1) Moshe’s Argument
Moshe tells over that I davened to Hashem and I wanted to go into Eretz Yisrael, and Hashem said to me, “Rav lach”. It’s enough. “Al tosef dabeir eilai od ba’davar hazeh”. Perek 3, pasuk 26. So, there’s a medrash that says a very interesting thing that Moshe, was obviously a Torah scholar of note. So, Moshe had a very, very big tainah to Hashem. He said: Rebono Shel Olam, you wrote in Your Torah: Im amar yomar ha’eved, in parshas Mishpatim, that if the slave says that I don’t want to go free, then he will stay, and so I am going to evoke that claim of the slave, and you’re telling me to go free and that I can’t go into Eretz Yisrael, and I’m saying that I want to stay with you and I want to come into Eretz Yisrael. I want to stay with Klal Yisrael. And, Hashem’s response then was “rav lach”. It’s enough, and, somehow, that won. So, what does that mean? So what’s the conversation?
The details of Moshe’s words to Hashem
But, the medrash fills in the details: Ima mar yomar ha’eved. If the slaves says: Ahavti es adoni. So, I love my master. So, here Moshe said: I love you the Rebono Shel Olam, I love my wife, because remember the master might have given him the slave his own wife. So, in Moshe’s case, “zu haTorah”. That’s the Torah; my eishes chayil. That’s me’oreses kehilas Yaakov. That’s banai. I love my children. That’s Klal Yisrael. Lo eitzei chofshi. I don’t want to be free. I don’t want to die. Meisim chofshi. I don’t want to be free. So, that’s a great taina, and Moshe seems to have won because he’s evoking the Torah law. So, Moshe got a response from Hashem: No. Rav lach. So, what’s the answer?
Just as a slave must say his words twice, if Moshe would have repeated his request it would have been fulfilled
So, there’s a fascinating thing, says the Gra. The gemara in Kiddushin says that when a slave says this, if he says it once it’s not valid. He doesn’t get his ear pierced and he doesn’t stay. He has to say it twice because the pasuk says: Ima mar yomar ha’eved. If the slave will say. And, in Hebrew “amar yomar” just means, it’s an expression of saying which is interesting. You have to look at other times which this appears if there’s some double connotation. But, the gemara says that “amar yomar” means that he has to say it twice. The gemara explicitly in Kiddushin 22a, “Ad she’yomar v’yishneh shtei p’amim”. He has to say it twice. And, so that’s what Hashem said back. Hashem’s response was, “Rav lach. Al tosef dabeir eilai.” Don’t say it again. So, that’s it. Meaning, you’re right. If you say it again, I’m going to have to fulfill it, but it’s not what’s best for you; it’s not what’s best for the world. Therefore, don’t do it. And, Moshe Rabbeinu, ultimately, trusted Hashem, and didn’t say it again. That’s the pshat over here as well.
Repeating a request can turn it into reality
If you think about it, it’s a phenomenal thing because what’s being said here is that if you really want something in life, you should say it again and again. It doesn’t mean to be a nag, but the things that are important in your life, when you say them, and you repeat them, and you say: I want it; I want it; I want it, you make it a reality.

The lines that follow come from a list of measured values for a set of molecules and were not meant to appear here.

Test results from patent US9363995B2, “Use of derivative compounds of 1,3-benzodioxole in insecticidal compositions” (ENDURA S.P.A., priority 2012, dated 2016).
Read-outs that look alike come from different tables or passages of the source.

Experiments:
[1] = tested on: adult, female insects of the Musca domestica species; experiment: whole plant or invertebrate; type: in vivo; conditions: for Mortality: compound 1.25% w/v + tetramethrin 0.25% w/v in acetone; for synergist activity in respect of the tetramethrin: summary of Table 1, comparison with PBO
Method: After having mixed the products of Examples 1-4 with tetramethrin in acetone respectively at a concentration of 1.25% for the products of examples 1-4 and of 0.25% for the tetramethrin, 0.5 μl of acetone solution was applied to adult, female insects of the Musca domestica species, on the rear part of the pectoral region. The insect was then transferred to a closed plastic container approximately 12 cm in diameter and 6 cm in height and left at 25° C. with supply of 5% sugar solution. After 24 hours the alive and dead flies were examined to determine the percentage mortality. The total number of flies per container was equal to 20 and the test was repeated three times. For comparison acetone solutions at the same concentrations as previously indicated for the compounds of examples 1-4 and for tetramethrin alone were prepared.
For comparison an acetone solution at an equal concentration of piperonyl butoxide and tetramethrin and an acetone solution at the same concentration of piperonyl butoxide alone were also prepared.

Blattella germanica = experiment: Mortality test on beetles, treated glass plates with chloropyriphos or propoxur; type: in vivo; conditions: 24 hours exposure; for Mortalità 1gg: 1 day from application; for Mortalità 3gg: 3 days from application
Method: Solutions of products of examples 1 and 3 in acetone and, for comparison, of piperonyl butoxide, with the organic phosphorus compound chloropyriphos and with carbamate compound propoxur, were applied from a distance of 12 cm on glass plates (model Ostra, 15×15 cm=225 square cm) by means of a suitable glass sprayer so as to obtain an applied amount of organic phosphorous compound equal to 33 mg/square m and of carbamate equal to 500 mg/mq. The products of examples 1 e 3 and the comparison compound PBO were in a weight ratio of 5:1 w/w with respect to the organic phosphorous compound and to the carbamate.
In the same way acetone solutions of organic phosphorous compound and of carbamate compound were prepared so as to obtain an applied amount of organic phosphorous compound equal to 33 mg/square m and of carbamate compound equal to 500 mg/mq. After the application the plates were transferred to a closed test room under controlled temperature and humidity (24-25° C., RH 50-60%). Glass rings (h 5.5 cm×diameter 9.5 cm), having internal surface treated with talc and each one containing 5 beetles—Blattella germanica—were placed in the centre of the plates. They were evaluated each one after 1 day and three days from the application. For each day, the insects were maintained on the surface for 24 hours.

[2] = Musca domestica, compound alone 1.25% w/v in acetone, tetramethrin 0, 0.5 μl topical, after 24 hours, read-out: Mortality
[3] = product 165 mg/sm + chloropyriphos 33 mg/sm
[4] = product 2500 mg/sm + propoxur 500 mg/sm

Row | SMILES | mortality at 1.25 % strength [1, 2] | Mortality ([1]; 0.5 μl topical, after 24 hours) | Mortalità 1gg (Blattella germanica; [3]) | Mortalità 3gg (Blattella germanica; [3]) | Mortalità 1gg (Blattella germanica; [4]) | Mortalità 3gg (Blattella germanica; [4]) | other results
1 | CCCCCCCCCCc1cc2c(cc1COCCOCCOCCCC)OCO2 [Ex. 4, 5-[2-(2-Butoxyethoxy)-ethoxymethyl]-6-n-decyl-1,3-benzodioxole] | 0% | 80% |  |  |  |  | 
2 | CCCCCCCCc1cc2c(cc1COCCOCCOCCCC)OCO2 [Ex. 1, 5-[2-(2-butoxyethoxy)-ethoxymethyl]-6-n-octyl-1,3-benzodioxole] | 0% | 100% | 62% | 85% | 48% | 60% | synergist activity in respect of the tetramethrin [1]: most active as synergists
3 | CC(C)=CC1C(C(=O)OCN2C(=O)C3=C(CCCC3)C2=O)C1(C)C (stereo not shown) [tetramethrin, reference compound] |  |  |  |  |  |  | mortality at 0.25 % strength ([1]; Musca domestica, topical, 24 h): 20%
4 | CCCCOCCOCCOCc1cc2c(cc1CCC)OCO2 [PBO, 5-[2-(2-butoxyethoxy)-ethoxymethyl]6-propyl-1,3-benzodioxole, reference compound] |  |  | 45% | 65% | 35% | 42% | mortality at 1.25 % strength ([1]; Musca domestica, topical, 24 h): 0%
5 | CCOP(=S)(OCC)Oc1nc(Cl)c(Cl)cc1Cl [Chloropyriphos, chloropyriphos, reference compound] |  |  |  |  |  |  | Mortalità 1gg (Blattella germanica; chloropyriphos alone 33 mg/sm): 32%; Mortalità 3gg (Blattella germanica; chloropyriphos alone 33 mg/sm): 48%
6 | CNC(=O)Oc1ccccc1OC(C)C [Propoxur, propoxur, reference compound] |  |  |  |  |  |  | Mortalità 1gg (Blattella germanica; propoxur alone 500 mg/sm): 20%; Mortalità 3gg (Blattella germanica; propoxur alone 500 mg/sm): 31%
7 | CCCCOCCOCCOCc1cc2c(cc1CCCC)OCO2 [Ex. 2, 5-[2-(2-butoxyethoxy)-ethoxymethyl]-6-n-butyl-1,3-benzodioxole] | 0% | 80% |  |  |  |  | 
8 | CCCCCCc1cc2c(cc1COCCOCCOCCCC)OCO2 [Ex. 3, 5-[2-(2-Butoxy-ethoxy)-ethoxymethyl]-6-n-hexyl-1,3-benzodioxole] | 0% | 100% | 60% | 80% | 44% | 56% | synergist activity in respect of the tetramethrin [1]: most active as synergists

2) Moshe’s Trust
But, there’s also an amazing lesson here that Moshe Rabbeinu trusted the Rebono Shel Olam so much that even though Moshe had a trick, so to speak. He literally evoked a Torah principle that literally would have kept him alive, and would have given him his entire life dream, which was that I should come into Eretz Yisrael, but that was bateil u’mevutal, it was insignificant compared to listening to ratzon Hashem. Moshe stood in front of Hashem and said: Hashem, I have a taina why you have to let me in because I love my master, I love the Torah, I love Klal Yisrael, I love you. And, Hashem said: You’re right, but that’s not what’s best for you. Don’t say it again because it’s true that you’ll be evoking the Torah power, but it’s not what’s best for you. And, ultimately, Moshe Rabbeinu, the eved Hashem, bowed his head and said: Rebono Shel Olam you’re right, and I accept that even though I don’t understand it at all. And, that’s the greatness of Moshe Rabbeinu.
3) The great power of tefillah, and the recognition that Hashem know best
That’s also the greatness of tefillah that we stand in front of the Rebono Shel Olam and we beg and we beg and we beg, but sometimes the Rebono Shel Olam says, “No,” and it’s not to say, we don’t always know how much to daven or not, but when it’s very clear that the Rebono Shel Olam said no. When Klal Yisrael was searching for Rabalman?? zt"l, and we were saying: Please Rebono Shel Olam, please Rebono Shel Olam let him be alive. We don’t stop. We keep davening. But, when he’s found, the Rebono Shel Olam says: No. I said: No, he’s not going to live, and we say: Okay Rebono Shel Olam, we don’t understand, but we accept You’re gezeira, and that’s what Moshe Rabbeinu teaches us that when the REbono Shel Olam does say no, you say: Okay, Rebono Shel Olam. You know what’s best. So, that’s one lesson in life about persuing things passionately, but, also, about knowing that when the Rebono Shel Olam says: No, we could accept it with love.
4) Moshe learned from the malach hamaves the secret word of teffillah when repeated twice